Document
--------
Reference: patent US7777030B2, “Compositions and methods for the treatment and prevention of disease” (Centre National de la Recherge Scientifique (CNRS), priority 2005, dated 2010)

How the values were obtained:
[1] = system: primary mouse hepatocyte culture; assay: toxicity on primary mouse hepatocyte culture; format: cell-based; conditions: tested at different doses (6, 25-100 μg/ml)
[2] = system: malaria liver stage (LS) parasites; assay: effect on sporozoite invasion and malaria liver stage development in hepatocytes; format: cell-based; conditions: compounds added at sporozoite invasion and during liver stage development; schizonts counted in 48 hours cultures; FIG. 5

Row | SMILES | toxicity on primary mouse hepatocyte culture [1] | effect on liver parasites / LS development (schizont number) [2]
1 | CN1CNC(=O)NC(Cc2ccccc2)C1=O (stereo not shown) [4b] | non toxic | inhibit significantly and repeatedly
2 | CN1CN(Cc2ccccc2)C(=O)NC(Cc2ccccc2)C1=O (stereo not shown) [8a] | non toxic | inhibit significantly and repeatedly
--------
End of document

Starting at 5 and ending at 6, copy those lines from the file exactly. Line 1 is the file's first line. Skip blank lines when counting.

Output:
Row | SMILES | toxicity on primary mouse hepatocyte culture [1] | effect on liver parasites / LS development (schizont number) [2]
1 | CN1CNC(=O)NC(Cc2ccccc2)C1=O (stereo not shown) [4b] | non toxic | inhibit significantly and repeatedly